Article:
October marks 50 years since the tense standoff between the United States and Soviet Union that came to be known as the Cuban Missile Crisis. In the summer of 1962, the Soviets began moving nuclear missiles and nuclear-capable bombers to bases in Cuba, within easy striking distance of targets within the continental United States. Following the discovery of the missile sites in October by U2 reconnaissance flights, President John F. Kennedy, working in conjunction with a specially convened Executive Committee of the National Security Agency (the “EXCOMM”), made the decision to blockade the island of Cuba. Concerned that the word “blockade” would seem like a declaration of war against the Soviets and Cuba, the operation was instead termed a “quarantine.” The U.S. Navy was called into action, and rapidly deployed ships and aircraft throughout the Caribbean and Atlantic, to cut off Soviet shipping. The world waited in fear for the Soviet response to the quarantine. A wide range of possibilities were on on the table, including armed conflict on the seas, a U.S. invasion of Cuba, or even the armaggeddon of all-out nuclear war. At the height of the crisis, a series of communications were exchanged between Soviet leader Nikita Khrushchev and President Kennedy. The Soviets backed down, and the offensive nuclear weapons were removed from Cuba. The world breathed a sigh of relief, and the U.S. Navy effectively demonstrated the need for seapower in a time of crisis.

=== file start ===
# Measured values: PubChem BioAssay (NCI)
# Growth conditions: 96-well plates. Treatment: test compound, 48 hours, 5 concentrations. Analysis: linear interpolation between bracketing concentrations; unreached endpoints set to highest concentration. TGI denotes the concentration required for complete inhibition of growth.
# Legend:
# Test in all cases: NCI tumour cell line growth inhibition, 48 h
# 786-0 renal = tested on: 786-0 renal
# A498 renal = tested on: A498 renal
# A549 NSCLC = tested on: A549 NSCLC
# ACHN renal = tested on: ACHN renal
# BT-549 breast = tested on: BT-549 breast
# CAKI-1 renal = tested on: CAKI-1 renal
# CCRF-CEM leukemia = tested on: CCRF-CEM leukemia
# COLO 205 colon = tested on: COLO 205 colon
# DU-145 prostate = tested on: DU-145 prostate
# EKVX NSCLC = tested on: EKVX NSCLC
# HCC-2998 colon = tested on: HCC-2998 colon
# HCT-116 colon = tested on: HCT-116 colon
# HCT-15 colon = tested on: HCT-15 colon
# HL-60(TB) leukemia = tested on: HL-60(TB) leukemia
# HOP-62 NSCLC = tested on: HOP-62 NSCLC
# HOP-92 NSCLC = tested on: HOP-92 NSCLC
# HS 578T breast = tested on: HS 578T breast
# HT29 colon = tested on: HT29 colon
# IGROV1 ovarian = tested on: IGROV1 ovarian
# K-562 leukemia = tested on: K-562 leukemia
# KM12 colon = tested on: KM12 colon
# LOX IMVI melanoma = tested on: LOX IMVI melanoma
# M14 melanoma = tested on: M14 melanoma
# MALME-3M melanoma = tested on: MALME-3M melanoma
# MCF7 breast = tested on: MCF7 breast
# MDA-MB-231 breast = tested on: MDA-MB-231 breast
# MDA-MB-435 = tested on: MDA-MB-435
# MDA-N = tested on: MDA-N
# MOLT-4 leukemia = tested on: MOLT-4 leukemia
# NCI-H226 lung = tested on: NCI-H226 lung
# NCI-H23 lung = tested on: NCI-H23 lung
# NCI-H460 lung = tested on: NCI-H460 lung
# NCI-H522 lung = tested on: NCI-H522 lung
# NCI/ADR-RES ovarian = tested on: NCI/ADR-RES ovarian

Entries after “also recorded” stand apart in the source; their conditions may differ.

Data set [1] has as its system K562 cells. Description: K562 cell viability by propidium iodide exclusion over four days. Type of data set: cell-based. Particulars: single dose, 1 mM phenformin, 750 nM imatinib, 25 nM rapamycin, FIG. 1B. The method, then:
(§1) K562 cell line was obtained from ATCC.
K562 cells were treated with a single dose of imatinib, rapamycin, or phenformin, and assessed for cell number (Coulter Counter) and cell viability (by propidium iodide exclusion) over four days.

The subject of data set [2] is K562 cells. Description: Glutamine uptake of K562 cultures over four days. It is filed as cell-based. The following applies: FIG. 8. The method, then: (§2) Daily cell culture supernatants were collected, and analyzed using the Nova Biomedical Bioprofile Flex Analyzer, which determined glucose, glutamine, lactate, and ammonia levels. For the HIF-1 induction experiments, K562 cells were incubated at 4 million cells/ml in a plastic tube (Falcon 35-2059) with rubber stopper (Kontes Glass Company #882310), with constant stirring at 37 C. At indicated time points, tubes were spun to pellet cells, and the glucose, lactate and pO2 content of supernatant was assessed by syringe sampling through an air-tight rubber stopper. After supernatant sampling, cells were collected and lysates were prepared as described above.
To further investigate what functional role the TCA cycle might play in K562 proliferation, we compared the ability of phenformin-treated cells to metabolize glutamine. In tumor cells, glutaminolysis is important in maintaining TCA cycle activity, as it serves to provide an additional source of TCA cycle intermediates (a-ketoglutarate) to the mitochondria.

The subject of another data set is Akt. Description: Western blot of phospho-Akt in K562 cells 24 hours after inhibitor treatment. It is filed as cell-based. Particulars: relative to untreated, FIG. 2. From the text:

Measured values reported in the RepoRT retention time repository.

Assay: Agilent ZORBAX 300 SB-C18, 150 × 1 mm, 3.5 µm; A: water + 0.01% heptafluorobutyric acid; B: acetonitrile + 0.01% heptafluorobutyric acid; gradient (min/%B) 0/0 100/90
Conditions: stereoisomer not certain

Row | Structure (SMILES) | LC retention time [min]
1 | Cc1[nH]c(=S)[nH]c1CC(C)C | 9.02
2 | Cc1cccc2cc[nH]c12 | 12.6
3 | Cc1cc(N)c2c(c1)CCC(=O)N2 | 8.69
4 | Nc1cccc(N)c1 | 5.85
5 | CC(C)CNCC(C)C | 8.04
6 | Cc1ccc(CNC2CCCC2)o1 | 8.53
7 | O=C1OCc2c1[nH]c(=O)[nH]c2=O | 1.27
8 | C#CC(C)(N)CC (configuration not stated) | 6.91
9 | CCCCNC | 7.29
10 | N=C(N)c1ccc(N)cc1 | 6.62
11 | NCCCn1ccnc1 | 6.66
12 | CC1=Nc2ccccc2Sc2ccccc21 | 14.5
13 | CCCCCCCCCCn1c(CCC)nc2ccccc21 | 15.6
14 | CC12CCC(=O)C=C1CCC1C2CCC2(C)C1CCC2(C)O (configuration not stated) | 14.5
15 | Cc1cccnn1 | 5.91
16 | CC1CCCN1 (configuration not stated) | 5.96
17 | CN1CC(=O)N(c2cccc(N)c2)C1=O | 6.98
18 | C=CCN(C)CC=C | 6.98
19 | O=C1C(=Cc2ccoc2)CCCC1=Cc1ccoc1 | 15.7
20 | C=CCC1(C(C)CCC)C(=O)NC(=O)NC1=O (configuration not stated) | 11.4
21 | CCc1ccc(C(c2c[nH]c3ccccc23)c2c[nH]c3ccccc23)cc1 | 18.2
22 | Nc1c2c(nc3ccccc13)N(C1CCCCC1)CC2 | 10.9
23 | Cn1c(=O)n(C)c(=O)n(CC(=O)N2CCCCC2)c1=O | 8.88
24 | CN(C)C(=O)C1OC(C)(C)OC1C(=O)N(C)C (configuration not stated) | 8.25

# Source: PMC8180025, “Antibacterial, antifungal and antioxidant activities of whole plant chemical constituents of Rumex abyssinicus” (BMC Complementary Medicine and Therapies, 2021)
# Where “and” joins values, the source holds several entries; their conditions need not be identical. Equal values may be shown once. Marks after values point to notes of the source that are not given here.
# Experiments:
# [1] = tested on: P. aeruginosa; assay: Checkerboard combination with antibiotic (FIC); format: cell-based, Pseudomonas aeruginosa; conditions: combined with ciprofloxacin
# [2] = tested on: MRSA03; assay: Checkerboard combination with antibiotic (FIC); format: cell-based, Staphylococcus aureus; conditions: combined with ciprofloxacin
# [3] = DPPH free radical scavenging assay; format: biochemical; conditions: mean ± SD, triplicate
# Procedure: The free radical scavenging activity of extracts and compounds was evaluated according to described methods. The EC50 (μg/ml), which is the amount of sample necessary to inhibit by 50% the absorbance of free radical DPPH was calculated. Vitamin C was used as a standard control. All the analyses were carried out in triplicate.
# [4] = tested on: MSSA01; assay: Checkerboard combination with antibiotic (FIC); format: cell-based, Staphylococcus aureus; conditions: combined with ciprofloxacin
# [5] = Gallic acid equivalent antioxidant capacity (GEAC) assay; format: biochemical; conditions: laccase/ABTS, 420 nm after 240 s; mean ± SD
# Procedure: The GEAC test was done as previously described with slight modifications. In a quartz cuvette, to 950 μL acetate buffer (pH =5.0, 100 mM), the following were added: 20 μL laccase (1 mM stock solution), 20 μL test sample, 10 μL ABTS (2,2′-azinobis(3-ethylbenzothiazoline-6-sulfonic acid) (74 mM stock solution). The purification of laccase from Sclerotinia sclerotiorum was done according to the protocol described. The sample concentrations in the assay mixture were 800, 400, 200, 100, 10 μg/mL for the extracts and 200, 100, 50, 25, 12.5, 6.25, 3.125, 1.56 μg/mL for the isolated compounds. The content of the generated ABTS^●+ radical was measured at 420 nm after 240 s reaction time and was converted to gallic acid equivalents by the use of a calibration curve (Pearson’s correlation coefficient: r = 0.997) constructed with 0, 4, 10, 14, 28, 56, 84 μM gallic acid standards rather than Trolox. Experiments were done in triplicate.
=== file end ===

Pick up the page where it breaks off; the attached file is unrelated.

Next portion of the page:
To commemorate this historic event, the Naval Historical Foundation has been working with the National Museum of the United States Navy to develop a set of three portable display panels telling the story of the “Thirteen Days” of the crisis. The nearly seven foot tall panels incorporate a chronology of the event, as well as U.S. Navy, CIA, and White House photography to tell the story. The Cuban Missile Crisis panels will make their debut at a special CNO Navy Birthday reception at the Navy Museum on 9 October, and then will be on display at the Navy Birthday celebration on 13 October in Tysons Corner, VA. Following these special events, the panels will be on display in the Navy Museum.
We want to give a special thanks to the USS Blandy Association, whose generous donation made this new mobile exhibit possible.